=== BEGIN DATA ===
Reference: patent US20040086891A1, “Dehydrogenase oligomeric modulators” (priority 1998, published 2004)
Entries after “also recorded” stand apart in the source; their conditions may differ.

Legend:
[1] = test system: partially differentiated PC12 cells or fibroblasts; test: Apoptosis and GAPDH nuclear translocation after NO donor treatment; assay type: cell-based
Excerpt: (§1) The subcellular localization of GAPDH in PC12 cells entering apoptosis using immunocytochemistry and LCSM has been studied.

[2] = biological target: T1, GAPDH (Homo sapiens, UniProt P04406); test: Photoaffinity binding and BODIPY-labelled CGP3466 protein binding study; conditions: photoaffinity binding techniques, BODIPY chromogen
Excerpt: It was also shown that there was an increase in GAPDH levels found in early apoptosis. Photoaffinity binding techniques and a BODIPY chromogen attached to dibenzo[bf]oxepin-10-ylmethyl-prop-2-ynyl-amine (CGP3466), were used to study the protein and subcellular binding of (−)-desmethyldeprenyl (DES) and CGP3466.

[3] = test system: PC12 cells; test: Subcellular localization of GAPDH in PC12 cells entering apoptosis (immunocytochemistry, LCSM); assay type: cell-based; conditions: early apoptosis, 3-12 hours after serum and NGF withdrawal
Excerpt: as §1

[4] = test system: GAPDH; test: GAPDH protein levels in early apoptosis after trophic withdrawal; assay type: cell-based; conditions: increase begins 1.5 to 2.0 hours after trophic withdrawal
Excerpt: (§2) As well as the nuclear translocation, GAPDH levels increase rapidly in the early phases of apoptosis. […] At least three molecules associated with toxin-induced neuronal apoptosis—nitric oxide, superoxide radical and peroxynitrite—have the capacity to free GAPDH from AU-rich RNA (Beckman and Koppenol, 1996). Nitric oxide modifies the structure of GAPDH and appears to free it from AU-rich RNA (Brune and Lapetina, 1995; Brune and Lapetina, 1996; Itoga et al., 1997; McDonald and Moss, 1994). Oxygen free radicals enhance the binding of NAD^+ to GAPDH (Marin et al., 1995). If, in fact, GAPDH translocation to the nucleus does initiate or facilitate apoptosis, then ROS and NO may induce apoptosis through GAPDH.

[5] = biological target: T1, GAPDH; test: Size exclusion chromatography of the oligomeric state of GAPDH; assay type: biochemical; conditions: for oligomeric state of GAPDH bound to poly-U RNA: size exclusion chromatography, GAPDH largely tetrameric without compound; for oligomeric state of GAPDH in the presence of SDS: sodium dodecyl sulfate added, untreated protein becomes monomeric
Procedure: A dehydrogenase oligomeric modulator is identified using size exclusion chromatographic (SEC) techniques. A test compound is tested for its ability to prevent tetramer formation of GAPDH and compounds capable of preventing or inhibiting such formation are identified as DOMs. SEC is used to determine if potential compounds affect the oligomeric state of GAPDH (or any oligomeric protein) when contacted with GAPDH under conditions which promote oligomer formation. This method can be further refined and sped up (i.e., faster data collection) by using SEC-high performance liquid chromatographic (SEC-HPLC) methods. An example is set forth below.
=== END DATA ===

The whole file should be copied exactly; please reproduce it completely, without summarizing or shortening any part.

Reference: patent US20040086891A1, “Dehydrogenase oligomeric modulators” (priority 1998, published 2004)
Entries after “also recorded” stand apart in the source; their conditions may differ.

Legend:
[1] = test system: partially differentiated PC12 cells or fibroblasts; test: Apoptosis and GAPDH nuclear translocation after NO donor treatment; assay type: cell-based
Excerpt: (§1) The subcellular localization of GAPDH in PC12 cells entering apoptosis using immunocytochemistry and LCSM has been studied.

[2] = biological target: T1, GAPDH (Homo sapiens, UniProt P04406); test: Photoaffinity binding and BODIPY-labelled CGP3466 protein binding study; conditions: photoaffinity binding techniques, BODIPY chromogen
Excerpt: It was also shown that there was an increase in GAPDH levels found in early apoptosis. Photoaffinity binding techniques and a BODIPY chromogen attached to dibenzo[bf]oxepin-10-ylmethyl-prop-2-ynyl-amine (CGP3466), were used to study the protein and subcellular binding of (−)-desmethyldeprenyl (DES) and CGP3466.

[3] = test system: PC12 cells; test: Subcellular localization of GAPDH in PC12 cells entering apoptosis (immunocytochemistry, LCSM); assay type: cell-based; conditions: early apoptosis, 3-12 hours after serum and NGF withdrawal
Excerpt: as §1

[4] = test system: GAPDH; test: GAPDH protein levels in early apoptosis after trophic withdrawal; assay type: cell-based; conditions: increase begins 1.5 to 2.0 hours after trophic withdrawal
Excerpt: (§2) As well as the nuclear translocation, GAPDH levels increase rapidly in the early phases of apoptosis. […] At least three molecules associated with toxin-induced neuronal apoptosis—nitric oxide, superoxide radical and peroxynitrite—have the capacity to free GAPDH from AU-rich RNA (Beckman and Koppenol, 1996). Nitric oxide modifies the structure of GAPDH and appears to free it from AU-rich RNA (Brune and Lapetina, 1995; Brune and Lapetina, 1996; Itoga et al., 1997; McDonald and Moss, 1994). Oxygen free radicals enhance the binding of NAD^+ to GAPDH (Marin et al., 1995). If, in fact, GAPDH translocation to the nucleus does initiate or facilitate apoptosis, then ROS and NO may induce apoptosis through GAPDH.

[5] = biological target: T1, GAPDH; test: Size exclusion chromatography of the oligomeric state of GAPDH; assay type: biochemical; conditions: for oligomeric state of GAPDH bound to poly-U RNA: size exclusion chromatography, GAPDH largely tetrameric without compound; for oligomeric state of GAPDH in the presence of SDS: sodium dodecyl sulfate added, untreated protein becomes monomeric
Procedure: A dehydrogenase oligomeric modulator is identified using size exclusion chromatographic (SEC) techniques. A test compound is tested for its ability to prevent tetramer formation of GAPDH and compounds capable of preventing or inhibiting such formation are identified as DOMs. SEC is used to determine if potential compounds affect the oligomeric state of GAPDH (or any oligomeric protein) when contacted with GAPDH under conditions which promote oligomer formation. This method can be further refined and sped up (i.e., faster data collection) by using SEC-high performance liquid chromatographic (SEC-HPLC) methods. An example is set forth below.